Corporate governance will not be far from the top of the corporate agenda. Effective risk management processes and procedures can be translated into the lower end of the materially higher professional indemnity insurance premiums that the insurance industry will demand later this year. Security will be taken more seriously, but more laptop and PDA users will bring an additional layer of complexity. More flexible working arrangements for individual staff will continue to gather momentum. Partners will be under pressure to provide more staff mentoring and training. Clients will continue to make new demands on their lawyers’ service levels. 2003 promises to be another eventful year, where the gap between the strongest and the weakest will continue to widen.

Brian Blackwell, Senior Consultant at Practical Solutions (

Here are my bullet-point predictions for 2003.

1. Work-life balance initiatives will drive demands to find more flexible ways of working for remote workers.

2. Seamless communications and working relationships will be facilitated through technologies such as XML – particularly regarding information transfer to clients / business partners / referrers / introducers.

3. Demand for Web services will increase.

4. IT spending will grow but not to a significant level until the 3rd or 4th quarter.

5. There will be a greater emphasis on integration of applications and streamlining business processes – Business Process Outsourcing demands will rise steadily.

6. Cost reduction and ROI to achieve best value from IT initiatives will still be big factors in governing IT spend.

Neil Ewin, Solicitec (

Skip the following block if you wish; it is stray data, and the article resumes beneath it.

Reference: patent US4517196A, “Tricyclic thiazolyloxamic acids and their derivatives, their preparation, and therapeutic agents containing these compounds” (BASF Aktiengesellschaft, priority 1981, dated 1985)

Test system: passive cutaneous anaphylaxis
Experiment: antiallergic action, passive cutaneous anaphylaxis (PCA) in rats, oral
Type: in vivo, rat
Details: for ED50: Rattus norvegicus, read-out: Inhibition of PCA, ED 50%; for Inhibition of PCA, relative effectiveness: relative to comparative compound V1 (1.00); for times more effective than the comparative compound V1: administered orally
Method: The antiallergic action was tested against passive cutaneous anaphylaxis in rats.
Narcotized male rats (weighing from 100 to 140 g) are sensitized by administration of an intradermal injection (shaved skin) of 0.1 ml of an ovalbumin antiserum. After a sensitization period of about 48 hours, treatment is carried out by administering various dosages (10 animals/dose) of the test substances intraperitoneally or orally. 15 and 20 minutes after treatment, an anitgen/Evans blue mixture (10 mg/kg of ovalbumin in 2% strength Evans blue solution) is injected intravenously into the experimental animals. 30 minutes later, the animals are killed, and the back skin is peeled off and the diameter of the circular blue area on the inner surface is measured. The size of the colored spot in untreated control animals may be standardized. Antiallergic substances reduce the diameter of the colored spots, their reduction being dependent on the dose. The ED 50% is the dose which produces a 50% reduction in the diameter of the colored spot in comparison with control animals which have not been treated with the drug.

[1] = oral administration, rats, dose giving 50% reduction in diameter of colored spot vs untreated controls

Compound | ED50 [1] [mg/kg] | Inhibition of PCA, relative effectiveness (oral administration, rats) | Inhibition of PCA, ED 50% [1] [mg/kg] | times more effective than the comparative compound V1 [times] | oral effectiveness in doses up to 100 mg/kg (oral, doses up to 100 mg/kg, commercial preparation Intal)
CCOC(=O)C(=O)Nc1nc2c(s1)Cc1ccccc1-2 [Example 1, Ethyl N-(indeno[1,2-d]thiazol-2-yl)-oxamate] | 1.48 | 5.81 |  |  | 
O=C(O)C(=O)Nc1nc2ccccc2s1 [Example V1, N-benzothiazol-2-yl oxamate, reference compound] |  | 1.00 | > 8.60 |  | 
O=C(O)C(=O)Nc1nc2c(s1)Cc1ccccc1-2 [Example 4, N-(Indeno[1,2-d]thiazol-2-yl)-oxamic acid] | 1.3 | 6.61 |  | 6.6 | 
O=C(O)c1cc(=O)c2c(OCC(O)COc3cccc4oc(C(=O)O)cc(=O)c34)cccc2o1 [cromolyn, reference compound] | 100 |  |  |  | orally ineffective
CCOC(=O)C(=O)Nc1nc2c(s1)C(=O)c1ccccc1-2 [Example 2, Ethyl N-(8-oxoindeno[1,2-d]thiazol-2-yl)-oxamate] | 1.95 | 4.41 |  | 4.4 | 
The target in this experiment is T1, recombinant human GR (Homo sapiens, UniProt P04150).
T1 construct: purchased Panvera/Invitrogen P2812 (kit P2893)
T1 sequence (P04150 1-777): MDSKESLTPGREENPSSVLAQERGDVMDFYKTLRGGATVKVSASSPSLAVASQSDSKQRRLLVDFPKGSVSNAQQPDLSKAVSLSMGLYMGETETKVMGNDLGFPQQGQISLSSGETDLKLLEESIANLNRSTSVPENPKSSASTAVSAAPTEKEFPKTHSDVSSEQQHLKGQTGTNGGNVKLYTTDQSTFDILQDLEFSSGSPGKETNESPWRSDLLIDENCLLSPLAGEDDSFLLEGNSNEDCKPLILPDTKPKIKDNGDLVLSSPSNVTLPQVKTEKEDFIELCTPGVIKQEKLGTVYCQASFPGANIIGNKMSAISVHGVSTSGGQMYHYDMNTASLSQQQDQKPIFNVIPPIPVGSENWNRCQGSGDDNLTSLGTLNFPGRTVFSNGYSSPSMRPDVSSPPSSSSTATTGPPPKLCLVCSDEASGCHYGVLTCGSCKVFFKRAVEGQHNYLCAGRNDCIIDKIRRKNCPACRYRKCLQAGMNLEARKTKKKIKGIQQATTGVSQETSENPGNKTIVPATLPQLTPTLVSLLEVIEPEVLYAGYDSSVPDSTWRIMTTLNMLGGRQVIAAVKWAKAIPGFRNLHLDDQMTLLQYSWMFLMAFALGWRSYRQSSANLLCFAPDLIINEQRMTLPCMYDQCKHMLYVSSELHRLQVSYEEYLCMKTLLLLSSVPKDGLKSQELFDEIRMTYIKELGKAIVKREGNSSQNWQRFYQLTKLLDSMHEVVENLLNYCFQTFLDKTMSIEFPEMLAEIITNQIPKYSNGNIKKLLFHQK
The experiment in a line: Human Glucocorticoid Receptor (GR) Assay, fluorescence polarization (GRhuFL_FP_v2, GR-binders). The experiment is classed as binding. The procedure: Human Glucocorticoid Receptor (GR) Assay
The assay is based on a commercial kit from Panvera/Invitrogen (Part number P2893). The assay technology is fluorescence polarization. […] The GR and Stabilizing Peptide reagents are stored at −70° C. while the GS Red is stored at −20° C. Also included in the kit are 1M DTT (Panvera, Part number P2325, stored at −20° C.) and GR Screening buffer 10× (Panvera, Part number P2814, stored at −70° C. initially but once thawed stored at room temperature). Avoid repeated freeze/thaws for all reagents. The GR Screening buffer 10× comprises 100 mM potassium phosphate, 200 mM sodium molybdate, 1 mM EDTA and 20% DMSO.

Forget PMS, CMS, CRM, DMS, KMS the key acronym for 2003 is ‘PSA’. Professional Services Automation (PSA) is the place to be for 2003.

What is PSA? A possible definition would be ‘using technology to bring together people, resources and processes into one cohesive system’. In other words it’s bringing together all of those other systems previously mentioned along with basic administrative systems such as Human Resource Management, with a single high level business intelligence system. It has a lot in common with the ‘Digital Nervous System’ described by Bill Gates in his book ‘Business at the speed of light’.
Who is selling PSA systems to the legal profession? – Well probably no one at the moment, and it’s probably out of reach of any single legal IT vendor but with increasing collaboration and integration between suppliers it is certainly becoming achievable. As a spur to this process – What was that system that Linklaters bought last year?

Mark Garnish, TFB Technical Director (

In terms of our predictions for 2003, we foresee the following:

1. More firms will be investigating the use of non-Microsoft applications and platforms. Most particularly, firms will be weighing up the risk of using open-source applications and possibly implementing these solutions in some areas.

2. Risk management is likely to be a key trend for 2003. We expect that practices will be interested in finding out how they can use software technology to minimise risk within their firms, subsequently reducing operational indemnity insurance costs.

Rupert Kendrick, consultant and author of Managing Cyber-Risks (Law Society Publishing);

The increasing importance of identity authentication will be translated into the emergence of a variety of technologies of interest to law firms and their clients. The chief technological developments are taking place in the field of biometrics.

  • Fingerprint recognition keyboards with partner software for desktop security (
  • Human Recognition Systems – fingerprint; hand geometry; iris; and facial recognition; to meet requirements of physical access control and time and attendance processing (
  • Handwritten signature technologies – to eliminate paper from business processes and improve security (
  • Signature capture solutions; signature pads and biometric signature software (
  • Wavelet transform-based data compression software enabling digital image, video compression to between 1% and 10% of its original size (
  • Smartcard solutions with smartcard IC technology and thermal graphical re-writable ID cards (
  • Pressure sensitive fingerprint sensors providing a fingerprint recognition and verification solution (
  • ID card printing systems capturing biometric finger templates and storage for comparison on a personalised memory card (
  • Electronic documentation; smart card signature storage templates, and remote verification solutions (